Inhibitory interneurons are often connected by both gap junctions and chemical GABAergic synapses11. Between the spikes, the gap-junction-mediated coupling, γc, is proportional to the difference of voltages between the neurons, see equation (5). Consider two inhibitory neurons chemically and electrically coupled. When a spike arrives at a GABAergic synapse, a brief inhibitory current pulse (IPSC) is triggered in the postsynaptic neuron (see Fig. 3a, bottom) for a schematic depiction. This is the well-known spike transmission at chemical synapses, which we model here via an exponential IPSC ΓIθ(ttj) exp(−t/τI) at the time of spike tj. On the other hand, the same spike is also transmitted through the gap junction resulting in a so-called ‘spikelet’ or electrical postsynaptic potential. The spikelet depends on the shape of the presynaptic spike: spikes characterized by a brief depolarization and large hyperpolarization tend to evoke predominantly inhibitory spikelets, while spikes with a prolonged depolarization lead to a primarily excitatory spikelets. A number of studies have investigated the spikelet shape and reported a great diversity47,48. For example, parvalbumin-positive interneurons in the somatosensory cortex in L2/3, the gap junction evoked spikelets are purely excitatory47, while in the amygdala the spikelet of parvalbumin-positive interneurons can have a late hyperpolarizing transient49. In this paper, we assume that the spikelet contribution is excitatory, although our framework in not limited to that. Mathematically, we model the spikelet as an exponential at the time of spike tj with the same time constant as the IPSC. We can therefore sum the contribution of the GABAergic IPSC and the spikelet, leading to a net exponential postsynaptic potential ΓIIθ(ttj) exp(−t/τI). This single exponential approximation serves to keep the analytical complexity at bay while considering the dominant finite time scale of synaptic interactions.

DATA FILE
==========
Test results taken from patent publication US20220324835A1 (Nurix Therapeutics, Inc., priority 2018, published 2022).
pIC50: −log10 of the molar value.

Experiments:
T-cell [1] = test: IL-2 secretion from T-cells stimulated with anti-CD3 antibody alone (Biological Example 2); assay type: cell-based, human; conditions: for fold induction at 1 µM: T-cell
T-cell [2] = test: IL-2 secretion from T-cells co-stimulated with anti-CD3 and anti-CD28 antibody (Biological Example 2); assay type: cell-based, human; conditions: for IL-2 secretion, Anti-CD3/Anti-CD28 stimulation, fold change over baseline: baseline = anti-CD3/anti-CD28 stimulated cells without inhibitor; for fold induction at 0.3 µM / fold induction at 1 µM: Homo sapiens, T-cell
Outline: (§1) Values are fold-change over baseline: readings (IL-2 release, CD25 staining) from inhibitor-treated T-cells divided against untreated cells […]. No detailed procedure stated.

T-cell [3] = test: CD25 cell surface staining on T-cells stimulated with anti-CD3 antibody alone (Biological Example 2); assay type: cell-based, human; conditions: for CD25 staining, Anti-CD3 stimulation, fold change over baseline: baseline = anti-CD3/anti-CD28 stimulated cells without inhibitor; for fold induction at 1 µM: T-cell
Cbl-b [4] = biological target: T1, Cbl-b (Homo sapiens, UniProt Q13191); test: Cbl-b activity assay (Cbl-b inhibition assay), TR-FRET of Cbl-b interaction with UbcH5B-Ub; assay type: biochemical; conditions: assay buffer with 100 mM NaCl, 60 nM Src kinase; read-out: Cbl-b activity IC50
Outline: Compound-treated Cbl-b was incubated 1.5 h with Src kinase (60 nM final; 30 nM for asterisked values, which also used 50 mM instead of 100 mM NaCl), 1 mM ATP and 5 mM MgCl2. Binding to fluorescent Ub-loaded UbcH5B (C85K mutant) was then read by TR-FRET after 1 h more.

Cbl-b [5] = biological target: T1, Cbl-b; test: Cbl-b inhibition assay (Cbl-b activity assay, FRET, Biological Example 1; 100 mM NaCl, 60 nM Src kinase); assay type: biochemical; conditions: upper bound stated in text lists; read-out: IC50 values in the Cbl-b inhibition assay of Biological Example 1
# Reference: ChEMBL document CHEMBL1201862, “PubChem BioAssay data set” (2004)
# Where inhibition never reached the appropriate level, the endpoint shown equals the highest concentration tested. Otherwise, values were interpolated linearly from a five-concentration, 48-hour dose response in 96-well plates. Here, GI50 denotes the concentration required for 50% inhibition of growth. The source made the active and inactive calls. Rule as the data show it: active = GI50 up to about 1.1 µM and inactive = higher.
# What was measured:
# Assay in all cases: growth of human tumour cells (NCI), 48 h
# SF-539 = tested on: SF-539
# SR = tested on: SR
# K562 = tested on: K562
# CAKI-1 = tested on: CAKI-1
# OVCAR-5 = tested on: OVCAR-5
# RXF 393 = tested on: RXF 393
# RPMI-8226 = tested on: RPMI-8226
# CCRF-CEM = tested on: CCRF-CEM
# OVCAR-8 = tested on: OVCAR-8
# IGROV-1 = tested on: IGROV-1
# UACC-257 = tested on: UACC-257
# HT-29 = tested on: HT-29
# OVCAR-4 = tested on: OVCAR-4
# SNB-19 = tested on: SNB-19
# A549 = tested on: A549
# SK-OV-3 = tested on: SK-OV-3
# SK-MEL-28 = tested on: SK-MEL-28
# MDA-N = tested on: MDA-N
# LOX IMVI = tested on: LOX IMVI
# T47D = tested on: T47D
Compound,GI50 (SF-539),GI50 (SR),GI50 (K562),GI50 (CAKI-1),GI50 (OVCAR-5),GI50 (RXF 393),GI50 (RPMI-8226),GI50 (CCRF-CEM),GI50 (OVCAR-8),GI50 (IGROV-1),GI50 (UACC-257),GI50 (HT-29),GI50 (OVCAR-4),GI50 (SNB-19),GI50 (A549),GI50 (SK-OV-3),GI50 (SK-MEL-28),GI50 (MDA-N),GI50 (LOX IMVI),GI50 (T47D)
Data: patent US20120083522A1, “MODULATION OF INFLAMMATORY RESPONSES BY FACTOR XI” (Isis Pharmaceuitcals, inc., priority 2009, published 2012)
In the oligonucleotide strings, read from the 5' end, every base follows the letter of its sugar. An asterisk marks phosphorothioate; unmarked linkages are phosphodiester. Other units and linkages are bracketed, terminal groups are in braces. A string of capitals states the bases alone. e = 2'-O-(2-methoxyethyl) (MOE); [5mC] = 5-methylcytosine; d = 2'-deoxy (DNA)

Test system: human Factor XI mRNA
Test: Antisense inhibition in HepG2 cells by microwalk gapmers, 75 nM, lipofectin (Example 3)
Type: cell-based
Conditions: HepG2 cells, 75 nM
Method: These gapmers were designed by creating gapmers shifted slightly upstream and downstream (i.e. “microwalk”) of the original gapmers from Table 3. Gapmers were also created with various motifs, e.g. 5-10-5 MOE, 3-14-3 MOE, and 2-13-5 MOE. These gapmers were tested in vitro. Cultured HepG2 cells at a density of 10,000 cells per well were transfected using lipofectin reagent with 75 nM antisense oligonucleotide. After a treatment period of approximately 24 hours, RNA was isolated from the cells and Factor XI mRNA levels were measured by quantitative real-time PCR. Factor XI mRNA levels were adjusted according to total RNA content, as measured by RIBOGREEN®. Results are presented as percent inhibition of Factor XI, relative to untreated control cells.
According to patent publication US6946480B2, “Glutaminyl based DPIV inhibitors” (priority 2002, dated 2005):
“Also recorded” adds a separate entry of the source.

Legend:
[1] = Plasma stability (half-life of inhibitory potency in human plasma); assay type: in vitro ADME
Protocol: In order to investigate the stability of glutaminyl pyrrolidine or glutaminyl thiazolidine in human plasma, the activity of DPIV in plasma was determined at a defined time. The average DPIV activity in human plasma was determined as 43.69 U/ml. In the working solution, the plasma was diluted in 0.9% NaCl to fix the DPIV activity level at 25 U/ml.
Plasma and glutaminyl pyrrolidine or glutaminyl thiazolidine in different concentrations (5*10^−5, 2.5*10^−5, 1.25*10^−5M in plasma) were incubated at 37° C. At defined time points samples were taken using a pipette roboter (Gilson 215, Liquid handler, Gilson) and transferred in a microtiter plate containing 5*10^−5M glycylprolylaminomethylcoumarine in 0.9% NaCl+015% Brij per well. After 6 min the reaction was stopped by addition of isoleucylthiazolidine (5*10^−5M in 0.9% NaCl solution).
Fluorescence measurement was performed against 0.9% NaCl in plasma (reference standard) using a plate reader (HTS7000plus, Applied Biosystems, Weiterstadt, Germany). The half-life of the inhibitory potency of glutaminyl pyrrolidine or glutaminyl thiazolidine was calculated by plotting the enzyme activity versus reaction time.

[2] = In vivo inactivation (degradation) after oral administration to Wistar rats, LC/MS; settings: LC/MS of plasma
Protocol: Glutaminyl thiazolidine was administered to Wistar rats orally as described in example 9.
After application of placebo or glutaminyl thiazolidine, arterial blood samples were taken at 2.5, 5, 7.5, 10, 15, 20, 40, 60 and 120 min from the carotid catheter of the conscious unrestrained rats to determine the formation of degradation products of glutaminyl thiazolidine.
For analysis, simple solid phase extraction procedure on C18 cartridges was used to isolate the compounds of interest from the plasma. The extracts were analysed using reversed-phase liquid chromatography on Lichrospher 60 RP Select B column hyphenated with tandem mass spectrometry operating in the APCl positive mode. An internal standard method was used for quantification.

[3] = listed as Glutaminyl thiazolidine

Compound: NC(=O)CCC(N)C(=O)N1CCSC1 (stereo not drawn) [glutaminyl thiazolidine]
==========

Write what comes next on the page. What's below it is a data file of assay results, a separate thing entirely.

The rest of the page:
Dynamics of the network

Interested in the temporal spike dynamics of a network with electrically and chemically coupled inhibitory neurons and only chemically coupled excitatory neurons, we model the input current Xj(t) to a neuron in the irregular steady state as a sum of chemical and electrical coupling. The topology of the network is all-to-all with the connectivity matrix Γij. The all-to-all connectivity is not critical and we observed equivalent results with sparse connectivity, as long as the product between the connectivity probability and the connectivity strength remains the same. Note that the inhibitory spike-mediated coupling ΓIIE,gapI consists of a spikelet-mediated excitatory contribution (ΓE,gap) and the contribution of GABAergic chemical synapses (ΓI). We represent each spike triggered electrical and chemical synaptic potential by an exponential of the form Γijθ(t) exp(−t/τI) such that the external fluctuations ηext(t) are of the Ornstein Uhlenbeck type with time constant τI (ref. 50). We neglect synaptic delays and assume that both chemical and electrical spike interactions are instantaneous. We operate in the irregular steady state where the mean recurrent current drive is proportional to the firing rate34. For the sake of tractability, we assume that the fluctuations in the external input σI dominate over network-generated noise and are sufficient to describe the firing rate of the network (see Fig. 1d for a comparison between theory and numerical simulations). Explicitly, we model the input current Xj(t) to a neuron in the irregular steady state as